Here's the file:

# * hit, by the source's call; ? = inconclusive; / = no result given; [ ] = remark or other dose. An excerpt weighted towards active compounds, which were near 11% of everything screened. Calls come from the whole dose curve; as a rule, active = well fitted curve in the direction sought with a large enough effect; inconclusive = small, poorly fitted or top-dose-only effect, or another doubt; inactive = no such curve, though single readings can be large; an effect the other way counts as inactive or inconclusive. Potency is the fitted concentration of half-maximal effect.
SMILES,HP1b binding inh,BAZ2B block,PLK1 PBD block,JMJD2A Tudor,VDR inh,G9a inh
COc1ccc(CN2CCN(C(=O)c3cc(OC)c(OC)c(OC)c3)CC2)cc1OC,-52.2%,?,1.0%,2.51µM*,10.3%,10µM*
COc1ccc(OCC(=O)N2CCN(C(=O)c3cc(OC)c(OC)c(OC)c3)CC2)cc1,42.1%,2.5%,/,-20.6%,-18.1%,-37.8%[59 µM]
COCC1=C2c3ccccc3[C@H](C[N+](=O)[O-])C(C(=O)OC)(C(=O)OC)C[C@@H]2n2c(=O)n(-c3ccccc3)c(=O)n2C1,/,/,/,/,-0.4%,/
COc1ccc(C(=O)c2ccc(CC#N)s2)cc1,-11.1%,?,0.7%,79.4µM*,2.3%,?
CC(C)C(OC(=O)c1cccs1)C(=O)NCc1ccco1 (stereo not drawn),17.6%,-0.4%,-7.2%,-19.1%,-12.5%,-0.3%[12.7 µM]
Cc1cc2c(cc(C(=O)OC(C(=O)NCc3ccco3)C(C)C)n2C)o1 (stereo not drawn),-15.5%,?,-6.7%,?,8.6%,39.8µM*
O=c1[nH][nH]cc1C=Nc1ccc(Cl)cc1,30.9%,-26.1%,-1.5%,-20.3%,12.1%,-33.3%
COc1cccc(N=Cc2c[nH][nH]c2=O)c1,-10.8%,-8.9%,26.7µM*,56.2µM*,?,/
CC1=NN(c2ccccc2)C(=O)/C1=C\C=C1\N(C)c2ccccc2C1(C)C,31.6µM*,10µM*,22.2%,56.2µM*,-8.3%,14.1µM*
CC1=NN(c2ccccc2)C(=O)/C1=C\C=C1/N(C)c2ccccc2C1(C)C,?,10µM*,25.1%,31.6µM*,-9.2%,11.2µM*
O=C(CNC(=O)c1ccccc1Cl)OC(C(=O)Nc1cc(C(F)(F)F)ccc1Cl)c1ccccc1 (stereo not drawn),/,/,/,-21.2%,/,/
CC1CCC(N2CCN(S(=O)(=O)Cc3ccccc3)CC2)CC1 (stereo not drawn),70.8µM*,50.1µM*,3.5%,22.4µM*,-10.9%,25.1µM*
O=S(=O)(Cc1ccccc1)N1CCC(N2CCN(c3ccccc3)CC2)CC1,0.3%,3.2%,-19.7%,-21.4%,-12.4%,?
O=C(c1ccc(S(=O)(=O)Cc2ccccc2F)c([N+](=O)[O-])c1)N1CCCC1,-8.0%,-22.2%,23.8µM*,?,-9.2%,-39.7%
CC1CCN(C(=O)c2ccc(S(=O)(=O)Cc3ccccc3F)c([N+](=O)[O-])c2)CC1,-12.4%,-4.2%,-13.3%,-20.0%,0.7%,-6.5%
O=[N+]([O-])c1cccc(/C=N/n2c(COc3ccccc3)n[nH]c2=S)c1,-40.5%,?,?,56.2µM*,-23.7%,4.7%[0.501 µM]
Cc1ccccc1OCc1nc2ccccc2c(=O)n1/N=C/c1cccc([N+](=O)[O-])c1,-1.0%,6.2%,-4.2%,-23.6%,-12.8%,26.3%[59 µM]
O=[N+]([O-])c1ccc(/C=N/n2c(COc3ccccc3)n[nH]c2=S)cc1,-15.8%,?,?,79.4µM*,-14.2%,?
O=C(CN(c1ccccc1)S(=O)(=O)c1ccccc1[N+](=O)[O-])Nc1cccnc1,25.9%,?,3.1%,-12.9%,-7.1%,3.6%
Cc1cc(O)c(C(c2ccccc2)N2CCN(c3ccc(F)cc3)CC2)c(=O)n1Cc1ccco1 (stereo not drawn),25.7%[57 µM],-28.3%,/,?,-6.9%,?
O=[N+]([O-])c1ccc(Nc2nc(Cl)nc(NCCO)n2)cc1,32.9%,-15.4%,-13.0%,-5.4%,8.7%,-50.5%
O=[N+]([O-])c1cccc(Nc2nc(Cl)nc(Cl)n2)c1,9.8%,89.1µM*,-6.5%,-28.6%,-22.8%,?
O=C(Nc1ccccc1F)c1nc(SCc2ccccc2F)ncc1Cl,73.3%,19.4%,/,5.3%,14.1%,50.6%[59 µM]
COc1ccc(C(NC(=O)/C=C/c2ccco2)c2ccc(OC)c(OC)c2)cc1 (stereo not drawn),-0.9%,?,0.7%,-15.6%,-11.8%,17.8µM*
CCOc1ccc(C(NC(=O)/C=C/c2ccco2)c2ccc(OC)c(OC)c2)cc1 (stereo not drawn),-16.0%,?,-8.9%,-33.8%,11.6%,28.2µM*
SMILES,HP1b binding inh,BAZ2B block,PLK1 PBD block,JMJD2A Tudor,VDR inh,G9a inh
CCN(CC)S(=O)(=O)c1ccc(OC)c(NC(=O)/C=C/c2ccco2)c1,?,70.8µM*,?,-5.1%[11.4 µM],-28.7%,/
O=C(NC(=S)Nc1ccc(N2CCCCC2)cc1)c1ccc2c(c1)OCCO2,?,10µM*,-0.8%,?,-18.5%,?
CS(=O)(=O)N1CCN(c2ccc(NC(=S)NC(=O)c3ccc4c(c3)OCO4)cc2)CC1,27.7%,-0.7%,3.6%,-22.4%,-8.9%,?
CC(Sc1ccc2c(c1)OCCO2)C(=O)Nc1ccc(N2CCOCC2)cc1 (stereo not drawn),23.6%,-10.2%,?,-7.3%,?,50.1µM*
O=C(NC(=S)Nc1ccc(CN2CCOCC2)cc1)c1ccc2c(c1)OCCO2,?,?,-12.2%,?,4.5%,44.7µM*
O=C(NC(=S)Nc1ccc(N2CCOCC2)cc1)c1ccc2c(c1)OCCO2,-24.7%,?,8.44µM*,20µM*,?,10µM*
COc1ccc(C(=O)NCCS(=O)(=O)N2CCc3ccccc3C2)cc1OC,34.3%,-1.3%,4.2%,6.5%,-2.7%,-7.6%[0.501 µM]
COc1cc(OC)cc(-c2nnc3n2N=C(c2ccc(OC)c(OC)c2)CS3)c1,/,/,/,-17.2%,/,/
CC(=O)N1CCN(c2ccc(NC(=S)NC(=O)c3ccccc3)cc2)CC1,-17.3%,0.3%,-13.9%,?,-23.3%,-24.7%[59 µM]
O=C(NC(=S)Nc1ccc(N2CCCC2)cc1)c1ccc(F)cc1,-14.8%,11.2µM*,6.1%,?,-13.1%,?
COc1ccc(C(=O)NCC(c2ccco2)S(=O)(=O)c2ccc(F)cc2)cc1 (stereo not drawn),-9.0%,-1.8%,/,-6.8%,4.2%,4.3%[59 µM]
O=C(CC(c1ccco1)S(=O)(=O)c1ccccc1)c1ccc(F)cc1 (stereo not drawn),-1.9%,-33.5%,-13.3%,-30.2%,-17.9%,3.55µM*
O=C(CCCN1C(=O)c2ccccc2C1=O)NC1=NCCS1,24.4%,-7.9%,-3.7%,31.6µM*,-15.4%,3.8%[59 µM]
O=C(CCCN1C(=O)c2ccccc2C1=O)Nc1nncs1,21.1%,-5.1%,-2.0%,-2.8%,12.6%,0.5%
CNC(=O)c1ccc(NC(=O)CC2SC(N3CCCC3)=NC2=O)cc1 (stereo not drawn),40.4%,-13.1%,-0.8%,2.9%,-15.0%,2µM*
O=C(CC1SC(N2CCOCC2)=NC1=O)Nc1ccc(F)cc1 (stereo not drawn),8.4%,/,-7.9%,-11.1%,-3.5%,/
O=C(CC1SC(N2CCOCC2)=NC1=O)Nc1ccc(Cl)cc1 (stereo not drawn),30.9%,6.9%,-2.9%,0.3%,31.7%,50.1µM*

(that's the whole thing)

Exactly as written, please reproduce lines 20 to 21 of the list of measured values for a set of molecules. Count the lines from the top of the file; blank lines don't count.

O=[N+]([O-])c1ccc(/C=N/n2c(COc3ccccc3)n[nH]c2=S)cc1,-15.8%,?,?,79.4µM*,-14.2%,?
O=C(CN(c1ccccc1)S(=O)(=O)c1ccccc1[N+](=O)[O-])Nc1cccnc1,25.9%,?,3.1%,-12.9%,-7.1%,3.6%